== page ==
Here are a few examples:

Grand Duchess Marie-Adelaide of Luxembourg
  • Grand Duchess Marie-Adélaïde of Luxembourg (right) is Erzherzogin Maria Adelheid (German)
  • Princess Mafalda of Savoy is Principessa Mafalda di Savoia (Italian)
  • Archduchess Marie Christine of Austria-Teschen is Erzherzogin Maria Christina von Österreich-Teschen (German)
  • Queen Victoria of Sweden is Drottning Victoria i Sverige

After awhile, you’ll get the hang of this. Until you do, Google Translate will save your bacon. I’ll talk more about online research sources (like other countries’ Google results) in the next post. Right after I get some bacon.

(3) Original Title vs. Later Title

The average American will have ten different jobs before age 40. Damn, that’s a lot of jobs. Job changes happen all the time. Sometimes they even happen to royalty, which will change the name you need to search for.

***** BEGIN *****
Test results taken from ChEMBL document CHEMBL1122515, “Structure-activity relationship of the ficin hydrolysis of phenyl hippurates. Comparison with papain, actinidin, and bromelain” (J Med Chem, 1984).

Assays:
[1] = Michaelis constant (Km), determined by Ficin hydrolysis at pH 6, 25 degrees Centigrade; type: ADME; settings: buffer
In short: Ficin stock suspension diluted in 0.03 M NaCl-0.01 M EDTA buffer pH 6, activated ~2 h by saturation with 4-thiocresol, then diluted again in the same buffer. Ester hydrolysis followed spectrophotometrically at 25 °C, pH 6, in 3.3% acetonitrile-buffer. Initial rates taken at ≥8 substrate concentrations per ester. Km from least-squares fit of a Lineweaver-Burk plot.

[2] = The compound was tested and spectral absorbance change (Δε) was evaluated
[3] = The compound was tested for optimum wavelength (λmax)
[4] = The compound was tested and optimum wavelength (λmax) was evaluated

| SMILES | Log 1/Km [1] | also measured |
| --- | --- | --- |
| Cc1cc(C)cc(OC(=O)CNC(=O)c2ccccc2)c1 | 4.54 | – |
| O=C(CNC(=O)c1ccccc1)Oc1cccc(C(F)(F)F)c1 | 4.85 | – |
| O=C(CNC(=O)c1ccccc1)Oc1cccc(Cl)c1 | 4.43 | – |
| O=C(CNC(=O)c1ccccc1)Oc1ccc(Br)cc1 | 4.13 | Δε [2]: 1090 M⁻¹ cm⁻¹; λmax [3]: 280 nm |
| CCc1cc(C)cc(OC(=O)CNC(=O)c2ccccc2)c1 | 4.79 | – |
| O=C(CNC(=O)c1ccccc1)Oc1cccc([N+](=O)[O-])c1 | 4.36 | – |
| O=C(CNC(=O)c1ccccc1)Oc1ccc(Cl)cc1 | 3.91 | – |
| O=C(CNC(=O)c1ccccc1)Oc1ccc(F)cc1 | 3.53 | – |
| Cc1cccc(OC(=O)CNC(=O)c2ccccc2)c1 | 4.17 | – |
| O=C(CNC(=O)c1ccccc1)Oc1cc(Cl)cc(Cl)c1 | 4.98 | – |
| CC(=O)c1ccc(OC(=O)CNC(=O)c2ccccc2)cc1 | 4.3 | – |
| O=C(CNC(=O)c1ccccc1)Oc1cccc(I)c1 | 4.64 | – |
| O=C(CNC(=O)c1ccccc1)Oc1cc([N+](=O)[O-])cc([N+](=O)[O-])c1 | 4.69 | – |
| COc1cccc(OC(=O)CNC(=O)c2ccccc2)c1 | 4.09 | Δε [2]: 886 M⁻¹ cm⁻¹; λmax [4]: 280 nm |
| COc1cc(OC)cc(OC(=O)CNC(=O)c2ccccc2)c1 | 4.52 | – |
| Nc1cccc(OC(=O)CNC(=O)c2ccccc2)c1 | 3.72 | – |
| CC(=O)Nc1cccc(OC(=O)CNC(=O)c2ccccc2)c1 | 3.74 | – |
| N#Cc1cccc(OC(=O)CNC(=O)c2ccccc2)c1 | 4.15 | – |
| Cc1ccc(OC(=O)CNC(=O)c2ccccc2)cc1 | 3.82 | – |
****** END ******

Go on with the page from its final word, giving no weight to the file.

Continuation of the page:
This is something you might not know when you start out, so add to your list as you go. Read basic info on your subject (i.e., their Wikipedia page) before you start so you know what, if any, title changes to expect. If your subject was dethroned, expanded their empire and added new titles, or got invited to rule somewhere else, you may encounter this issue.

Here are a few examples:

Grand Duke Adolph of Luxembourg
  • Duke Adolph of Nassau (right) became Grand Duke Adolph of Luxembourg. The Prussians conquered Nassau and gave him the boot; later, he inherited the Grand Duchy of Luxemburg from a distant relative, King Willem III of the Netherlands.
  • Queen Victoria of the United Kingdom of Great Britain and Ireland became Victoria, Queen of the United Kingdom of Great Britain and Ireland and Empress of India. Hot damn, that’s a mouthful. If you only ever searched for “queen” with regard to her, you might miss sources that talk about her only in an “empress of India” context. Not likely, but it could happen.
  • Prince Alexander of Battenberg became Alexander, Prince of Bulgaria. Sandro was invited to become the ruler of Bulgaria once it achieved independence from the Ottoman Empire. It didn’t stick, though—Russia was a bag of dicks to him, eventually forced his abdication. Then he went back to being a Battenberg.

 (4) Generic Title without First Name